U.S Home Prices Jump, Not in Alabama

Home prices soared 12.1 percent across the country. This is the largest increase since 2006. However, Alabama is one of two states seeing prices slump—but, there’s reason.

“One reason I think in Dothan is, we used to sell more houses over $400,000 and up to the $1.2 million and we're not selling those like we used to,” said James Grant from Century 21 and James Grant Realty.

Another reason is Alabama’s foreclosure inventory. They weigh down the state’s average home price.

“That makes a huge difference because those foreclosures are going for much less than they ought to go,” said Grant.

Others believe it is our surge in general inventory that made prices slip. There are more sellers than buyers, and the competitive tables have turned.

“We have about 15 months of supply. Healthy for us is six to seven months,” said Bobby Dean from Prudential Showcase Properties.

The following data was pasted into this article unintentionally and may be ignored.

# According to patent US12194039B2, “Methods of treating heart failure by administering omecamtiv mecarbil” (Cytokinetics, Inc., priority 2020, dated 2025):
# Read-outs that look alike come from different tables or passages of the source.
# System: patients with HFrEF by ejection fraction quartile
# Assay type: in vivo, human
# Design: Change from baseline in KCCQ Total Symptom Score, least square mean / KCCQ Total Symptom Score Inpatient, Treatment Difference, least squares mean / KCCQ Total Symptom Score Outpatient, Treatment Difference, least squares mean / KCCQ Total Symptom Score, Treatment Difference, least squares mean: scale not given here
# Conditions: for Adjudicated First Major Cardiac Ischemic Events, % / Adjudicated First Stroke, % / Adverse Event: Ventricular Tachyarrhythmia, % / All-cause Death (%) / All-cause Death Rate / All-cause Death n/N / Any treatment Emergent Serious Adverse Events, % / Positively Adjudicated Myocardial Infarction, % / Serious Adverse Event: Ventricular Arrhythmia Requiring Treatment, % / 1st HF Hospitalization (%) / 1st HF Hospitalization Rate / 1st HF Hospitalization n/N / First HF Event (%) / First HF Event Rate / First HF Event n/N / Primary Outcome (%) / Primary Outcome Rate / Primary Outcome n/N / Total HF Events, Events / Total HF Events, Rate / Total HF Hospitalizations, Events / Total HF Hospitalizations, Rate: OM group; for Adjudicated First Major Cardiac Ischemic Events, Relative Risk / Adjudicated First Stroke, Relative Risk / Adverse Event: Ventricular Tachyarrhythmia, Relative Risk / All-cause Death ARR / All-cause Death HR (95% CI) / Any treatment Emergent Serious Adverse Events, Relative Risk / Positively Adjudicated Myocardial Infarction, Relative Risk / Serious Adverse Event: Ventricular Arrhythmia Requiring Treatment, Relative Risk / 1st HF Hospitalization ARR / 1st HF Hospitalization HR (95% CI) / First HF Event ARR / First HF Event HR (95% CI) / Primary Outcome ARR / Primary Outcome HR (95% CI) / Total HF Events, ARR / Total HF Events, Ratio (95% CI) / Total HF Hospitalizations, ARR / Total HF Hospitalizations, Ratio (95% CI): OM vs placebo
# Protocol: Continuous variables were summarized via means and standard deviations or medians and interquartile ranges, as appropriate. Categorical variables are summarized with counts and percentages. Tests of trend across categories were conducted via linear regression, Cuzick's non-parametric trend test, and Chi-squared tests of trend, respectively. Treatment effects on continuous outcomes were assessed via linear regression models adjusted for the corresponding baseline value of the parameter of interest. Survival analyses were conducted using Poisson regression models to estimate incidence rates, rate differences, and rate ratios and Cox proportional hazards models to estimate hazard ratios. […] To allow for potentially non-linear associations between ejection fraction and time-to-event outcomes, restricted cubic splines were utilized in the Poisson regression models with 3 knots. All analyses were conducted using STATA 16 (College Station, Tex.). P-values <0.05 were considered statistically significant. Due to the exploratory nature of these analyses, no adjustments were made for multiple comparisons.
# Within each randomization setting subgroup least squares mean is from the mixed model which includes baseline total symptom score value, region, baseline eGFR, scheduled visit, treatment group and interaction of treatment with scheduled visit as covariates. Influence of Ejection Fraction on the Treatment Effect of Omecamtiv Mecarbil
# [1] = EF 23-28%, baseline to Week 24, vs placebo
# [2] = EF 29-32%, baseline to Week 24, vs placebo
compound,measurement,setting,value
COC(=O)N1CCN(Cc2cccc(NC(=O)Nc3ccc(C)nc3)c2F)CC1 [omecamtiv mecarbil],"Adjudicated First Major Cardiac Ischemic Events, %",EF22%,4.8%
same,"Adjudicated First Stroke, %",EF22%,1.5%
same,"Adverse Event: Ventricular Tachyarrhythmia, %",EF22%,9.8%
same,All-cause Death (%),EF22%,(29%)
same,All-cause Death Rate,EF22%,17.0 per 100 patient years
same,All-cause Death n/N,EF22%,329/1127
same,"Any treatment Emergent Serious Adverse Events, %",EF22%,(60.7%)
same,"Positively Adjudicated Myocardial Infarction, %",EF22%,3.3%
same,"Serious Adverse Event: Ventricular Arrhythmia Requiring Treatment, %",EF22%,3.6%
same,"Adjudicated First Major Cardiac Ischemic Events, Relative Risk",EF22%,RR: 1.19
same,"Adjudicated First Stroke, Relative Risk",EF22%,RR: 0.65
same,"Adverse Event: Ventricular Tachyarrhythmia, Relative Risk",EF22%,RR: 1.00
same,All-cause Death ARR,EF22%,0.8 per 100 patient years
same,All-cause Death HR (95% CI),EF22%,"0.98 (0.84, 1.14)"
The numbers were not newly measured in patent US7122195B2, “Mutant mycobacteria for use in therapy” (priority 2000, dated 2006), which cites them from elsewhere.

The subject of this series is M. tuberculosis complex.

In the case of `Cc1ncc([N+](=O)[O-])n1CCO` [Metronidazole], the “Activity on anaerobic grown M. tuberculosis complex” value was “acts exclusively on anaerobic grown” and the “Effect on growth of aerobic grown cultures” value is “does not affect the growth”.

While the rest of the country entered a real estate recession, the Wiregrass never quite followed suit.

“We never went in to the speculated prices that a lot of the rest of the country did,” explained Dean.

For buyers, it is good news. For sellers, it is tricky. Yet, a bit of pampering might be all you need to hit a “home” run.

“If they win the beauty contest, and win the price war, their houses are jumping off the market,” said Dean.

Wiregrass real estate has had a static level for about four years.

“The supply of houses is real good in Dothan right now,” said Grant.

However, they like to call themselves, the little engine that could.

“It’s shrinking. It’ll just take us a while to get there,” said Dean.

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